ATLANTA, Ga. (CBS46) -- Civil Rights icon Juanita Abernathy passed away at the age of 89 on Thursday, according to a close family friend.
Abernathy, who was also the widow of Rev. Ralph David Abernathy, is revered as a "foot soldier" in the fight for Civil Rights. Along with her late husband and Dr. Martin Luther King, Jr., she led the infamous Montgomery Boycott, pounded the pavement on the front lines from Montgomery to Selma in 1965, and was a force to be reckoned with during the fight to desegregate schools.
No fight was too big, or too small for that matter.
"She remained fearless in the face of relentless death threats meant to stop her and her husband's activism," reads the recollection of Abernathy on the International Civil Rights Walk of Fame.
Bruce LeVell, a longtime family friend and Atlanta businessman, remembered Abernathy as someone who always defended him.
"I was one of a few Republicans on the [MARTA] board. She would always say, 'You leave LeVell alone! Don't you know we need voices on both sides of the table," said LeVell. "I'm very grateful and humbled that her fight and struggle allowed me to open up a beautiful business in Atlanta and to flourish based on the sweat, blood and tears of her courage."
Georgia Governor Brian Kemp tweeted Thursday evening of the loss, saying, "Juanita Abernathy leaves behind countless loved ones, friends, and a legacy of fearless leadership through her work in our nation's Civil Rights Movement. It is truly impossible to measure her positive impact on our society. The Kemps send our thoughts and prayers to her family."
Members of the Atlanta City Council also released statements:
"I know that the City joins me in extending our most heartfelt condolences to the family of Mrs. Juanita Abernathy. We are deeply saddened by the news of her passing. In hand with her husband the late Reverend Ralph David Abernathy, she played a pivotal role in the Civil Rights Movement and leaves a special legacy. Her pursuit for equality will never be ignored and we will forever honor her by remembering her commitment and service to humanity." - Council President Felicia A. Moore.
“I am deeply saddened to learn of the passing of civil rights icon, women’s advocate, and servant leader, Mrs. Juanita Jones Abernathy. Her contributions to this nation, city and her overwhelming spirit with her husband, Reverend Ralph David Abernathy, during the Civil Rights Movement were legendary. Without the sacrifices of Mrs. Abernathy and those countless others who shouldered the burden of civil rights for all, my service as a Council member today would not have been possible. As the nation mourns her death, I add my voice to the chorus of Americans who collectively say, thank you, Juanita Abernathy. I offer my deepest condolences and prayers to my dear friends in the Abernathy family and to the many lives she impacted in the city and all over the world. Her beautiful elegance and gracious presence will be sorely missed. She left an indelible impression on my life. Good night sweet princess, may flights of angels sing thee to thy rest.” – Post 1 At-Large Council member Michael Julian Bond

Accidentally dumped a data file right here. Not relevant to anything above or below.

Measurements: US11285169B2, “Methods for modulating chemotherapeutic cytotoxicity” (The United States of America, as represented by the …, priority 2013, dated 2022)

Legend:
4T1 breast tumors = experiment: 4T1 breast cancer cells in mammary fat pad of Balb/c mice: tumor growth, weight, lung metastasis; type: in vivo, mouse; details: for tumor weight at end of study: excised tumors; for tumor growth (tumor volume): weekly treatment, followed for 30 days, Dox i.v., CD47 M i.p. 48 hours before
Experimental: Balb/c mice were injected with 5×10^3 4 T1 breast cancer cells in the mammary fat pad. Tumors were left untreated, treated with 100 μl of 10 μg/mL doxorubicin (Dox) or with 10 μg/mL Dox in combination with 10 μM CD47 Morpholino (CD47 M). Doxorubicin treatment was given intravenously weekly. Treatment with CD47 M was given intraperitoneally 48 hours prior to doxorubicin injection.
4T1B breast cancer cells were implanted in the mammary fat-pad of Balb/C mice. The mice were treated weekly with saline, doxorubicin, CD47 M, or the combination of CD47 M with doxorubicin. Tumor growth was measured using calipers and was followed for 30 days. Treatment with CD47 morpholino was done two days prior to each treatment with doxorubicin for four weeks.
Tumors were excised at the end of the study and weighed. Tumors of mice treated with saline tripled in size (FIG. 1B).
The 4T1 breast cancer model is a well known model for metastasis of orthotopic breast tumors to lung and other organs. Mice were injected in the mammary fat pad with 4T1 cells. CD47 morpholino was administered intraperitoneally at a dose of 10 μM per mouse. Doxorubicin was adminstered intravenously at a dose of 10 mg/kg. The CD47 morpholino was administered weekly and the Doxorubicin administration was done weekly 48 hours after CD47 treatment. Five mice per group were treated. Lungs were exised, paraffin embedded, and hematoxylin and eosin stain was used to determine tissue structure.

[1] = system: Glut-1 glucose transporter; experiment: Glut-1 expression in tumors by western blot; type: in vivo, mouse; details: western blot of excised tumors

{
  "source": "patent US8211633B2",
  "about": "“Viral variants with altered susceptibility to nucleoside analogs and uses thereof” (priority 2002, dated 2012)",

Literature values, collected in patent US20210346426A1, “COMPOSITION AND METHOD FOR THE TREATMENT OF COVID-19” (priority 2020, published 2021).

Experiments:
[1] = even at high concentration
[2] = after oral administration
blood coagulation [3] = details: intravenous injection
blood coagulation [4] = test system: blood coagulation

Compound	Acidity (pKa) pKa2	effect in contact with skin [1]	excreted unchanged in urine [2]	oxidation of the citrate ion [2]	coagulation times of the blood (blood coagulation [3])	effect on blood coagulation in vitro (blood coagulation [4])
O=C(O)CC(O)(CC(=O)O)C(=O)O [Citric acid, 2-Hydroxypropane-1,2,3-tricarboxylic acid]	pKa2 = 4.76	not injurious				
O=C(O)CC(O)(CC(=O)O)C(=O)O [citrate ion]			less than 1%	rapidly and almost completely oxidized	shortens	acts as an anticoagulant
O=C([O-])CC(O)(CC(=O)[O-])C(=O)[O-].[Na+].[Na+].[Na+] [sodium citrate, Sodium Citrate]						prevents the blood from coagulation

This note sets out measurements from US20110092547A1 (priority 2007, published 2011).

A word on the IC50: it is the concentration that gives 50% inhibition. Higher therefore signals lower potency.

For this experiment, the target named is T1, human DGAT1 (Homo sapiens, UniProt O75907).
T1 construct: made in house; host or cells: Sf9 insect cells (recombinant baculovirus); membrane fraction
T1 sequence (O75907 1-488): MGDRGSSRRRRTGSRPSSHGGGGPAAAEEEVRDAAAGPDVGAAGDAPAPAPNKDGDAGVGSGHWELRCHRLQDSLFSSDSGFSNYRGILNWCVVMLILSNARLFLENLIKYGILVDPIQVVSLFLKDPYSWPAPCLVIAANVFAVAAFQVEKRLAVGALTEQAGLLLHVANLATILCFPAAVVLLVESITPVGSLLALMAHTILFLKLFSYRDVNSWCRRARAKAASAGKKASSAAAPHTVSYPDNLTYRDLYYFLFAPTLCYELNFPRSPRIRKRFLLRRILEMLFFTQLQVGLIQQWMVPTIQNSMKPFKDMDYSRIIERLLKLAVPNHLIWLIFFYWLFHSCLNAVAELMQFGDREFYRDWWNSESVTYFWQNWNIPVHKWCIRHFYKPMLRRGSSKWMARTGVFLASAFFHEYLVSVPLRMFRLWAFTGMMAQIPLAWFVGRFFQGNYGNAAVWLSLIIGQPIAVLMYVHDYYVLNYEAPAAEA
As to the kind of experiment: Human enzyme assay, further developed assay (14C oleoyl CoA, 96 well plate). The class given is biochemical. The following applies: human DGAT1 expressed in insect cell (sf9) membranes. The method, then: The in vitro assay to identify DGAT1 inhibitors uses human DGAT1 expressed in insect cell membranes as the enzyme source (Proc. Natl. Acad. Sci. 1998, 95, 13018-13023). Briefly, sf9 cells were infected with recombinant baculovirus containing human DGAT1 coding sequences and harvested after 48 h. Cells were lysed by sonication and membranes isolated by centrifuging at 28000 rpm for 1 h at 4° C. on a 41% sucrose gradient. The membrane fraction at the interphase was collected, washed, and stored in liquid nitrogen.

“Juanita Abernathy was a woman of profound strength and courage. As the wife of Ralph David Abernathy, she was a fearless advocate for the Civil Rights Movement and all that it represented. Unmoved by the relentless death threats, even surviving the bombing of their home, Juanita Jones kept fighting. She believed in a better tomorrow and spent her life fighting on behalf of her fervent beliefs. She will be deeply missed.” – District 1 Council member Carla Smith
“Mrs. Abernathy’s influence on this city and the entire world will not only be remembered for her role alongside her husband, the late Reverend Ralph David Abernathy, but for the lives she touched. Through her fight against inequality and advocacy for justice, she leaves an incredible legacy. She will be missed, and her presence will forever be felt. I would like to send my deepest condolences to the entire Abernathy family and everyone that loved her.” – District 3 Council member Antonio Brown.
“I am absolutely heartbroken over the loss of our beloved Juanita Abernathy. As a child of the Civil Rights Movement, I grew up in the Abernathy home. She and my mother were best friends for 50 years. I was privileged to have a front row seat to my Aunt Juanita’s bold approach to change. She was a strategic thinker who led with elegance and grace. She was a fierce warrior for peace and justice. She was proud and unafraid to stand on the front lines so that generations could experience freedom and have a chance at equality. My sincerest condolences to her children and the Abernathy family.” – District 10 Council member Andrea Boone.
“It is with deep sadness that I learned this afternoon of the passing of Mrs. Juanita Jones Abernathy. Mrs. Abernathy was not only a long-time resident of District 9’s Historic Collier Heights neighborhood, but an internationally-known and well-respected leader in the Civil Rights Movement. Along with her husband the late Reverend Ralph David Abernathy, Mrs. Abernathy relentlessly fought for justice and equality. We are all deeply grateful for the many years of Mrs. Abernathy's tireless work to better our nation and our City, where she served on the MARTA Board of Directors for 16-plus years, pushing for transit equity. My thoughts and prayers are with the Abernathy family, and may Mrs. Abernathy be remembered for her life full of service and advocacy.” – District 9 Council member Dustin Hillis.